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German Economic Surge Fuels Eurozone Expansion

A Volkswagen employee polishes a VW Phaeton at the car company's "transparent" factory in Dresden.
The German economy has shown the fastest growth since the country's reunification two decades ago.

Figures released today showed the economy grew 2.2 percent in the period April to June compared with the previous quarter -- much higher than economists' forecasts.

The figures showed the economy benefiting from an increase in global demand for German exports, especially of automotive and engineering goods.

The statistics office also revised up the first-quarter growth rate to 0.5 percent – more than doubling the initial figure of 0.2 percent.

Last year, Germany’s economy shrank by 4.7 percent -- the worst performance since World War II.

The Federal Statistical Office, which released the new numbers, said the recovery, which faltered at the turn of the year, "is really back on track."

The news was welcomed by German Economy Minister Rainer Bruederle, who said, "This shows that the government's measures to speed up growth also worked. This upswing is not yet an economic miracle, but it's an XL type of upswing, leaning toward XXL.

"Exports are booming and investments are slowly but steadily picking up. The consumer climate is improving."

Sustainable Pace?

Germany's rosy picture contrasts sharply with that of Greece, whose economy shrank by 1.5 percent in the second quarter. But Germany's growth helped power an expansion in the 16-country eurozone overall.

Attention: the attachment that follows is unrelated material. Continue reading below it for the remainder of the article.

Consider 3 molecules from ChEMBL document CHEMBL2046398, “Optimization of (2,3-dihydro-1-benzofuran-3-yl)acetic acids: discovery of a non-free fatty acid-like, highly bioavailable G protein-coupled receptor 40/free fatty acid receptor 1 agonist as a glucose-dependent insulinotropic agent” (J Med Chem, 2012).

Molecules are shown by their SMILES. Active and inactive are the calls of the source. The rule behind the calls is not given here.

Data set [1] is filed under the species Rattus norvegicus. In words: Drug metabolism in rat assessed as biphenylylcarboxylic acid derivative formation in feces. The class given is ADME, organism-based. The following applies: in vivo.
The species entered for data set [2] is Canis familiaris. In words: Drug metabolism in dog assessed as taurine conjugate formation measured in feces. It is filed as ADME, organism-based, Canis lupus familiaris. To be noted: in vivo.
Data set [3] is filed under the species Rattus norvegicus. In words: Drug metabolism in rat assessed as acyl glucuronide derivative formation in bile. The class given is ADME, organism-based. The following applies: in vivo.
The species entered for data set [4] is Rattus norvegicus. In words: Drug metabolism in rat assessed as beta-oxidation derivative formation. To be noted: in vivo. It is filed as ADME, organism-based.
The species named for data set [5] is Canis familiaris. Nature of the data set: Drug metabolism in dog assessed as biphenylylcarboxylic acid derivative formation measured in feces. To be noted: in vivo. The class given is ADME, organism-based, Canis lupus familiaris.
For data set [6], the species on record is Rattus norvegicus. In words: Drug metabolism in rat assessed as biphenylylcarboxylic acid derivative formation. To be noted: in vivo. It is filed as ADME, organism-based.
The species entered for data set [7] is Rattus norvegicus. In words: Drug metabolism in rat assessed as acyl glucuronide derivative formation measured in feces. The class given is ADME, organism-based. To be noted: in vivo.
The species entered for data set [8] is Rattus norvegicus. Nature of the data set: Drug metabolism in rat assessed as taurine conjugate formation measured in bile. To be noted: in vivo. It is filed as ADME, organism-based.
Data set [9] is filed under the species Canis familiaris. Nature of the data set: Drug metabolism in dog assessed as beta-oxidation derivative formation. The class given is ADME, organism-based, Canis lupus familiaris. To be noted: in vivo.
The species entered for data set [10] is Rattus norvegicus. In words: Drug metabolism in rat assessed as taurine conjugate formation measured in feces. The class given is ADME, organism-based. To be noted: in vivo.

Figures out today showed the eurozone economy grew by 1 percent in the second quarter. That's the fastest pace since 2006 -- and shows Europe growing at a healthier pace that the United States in the same period.

That contrasts with expectations of just a few months ago, when the single currency zone was threatened by a severe government debt crisis.

But while today's numbers are positive, economists say the pace might not be sustainable.

"We suspect that in most cases [growth in eurozone countries’ economies] is likely to be down to fairly strong exports rather than strong household spending and investment," Ben May, an economist with Capital Economics, a research and consultancy firm in London, tells RFE/RL. "So clearly that does raise the risk that perhaps the economy is functioning on only one engine. If that is to stall, then the recovery could lose momentum fairly sharply."

Economists point to a fall in industrial production recorded in June throughout the eurozone. Industrial output dropped by 0.5 percent from the previous month in Germany, considered the EU’s strongest manufacturer. And France – which comes in second in terms of production -- recorded a 1.6 percent decline.

The production decline, economists predict, will slow economic growth.

The eurozone is currently heavily reliant on its industrial sector, as domestic consumption has not managed to climb back to pre-crisis levels.

Adding to the uncertainty are the austerity measures enacted by many governments in the region -- with Greece, Spain, Ireland, and Portugal among those cutting spending and raising taxes.

If that leads to a deceleration in growth, for eurozone GDP, today's figures may be as good as it gets for some time.

written by Ashley Cleek, with agency reports
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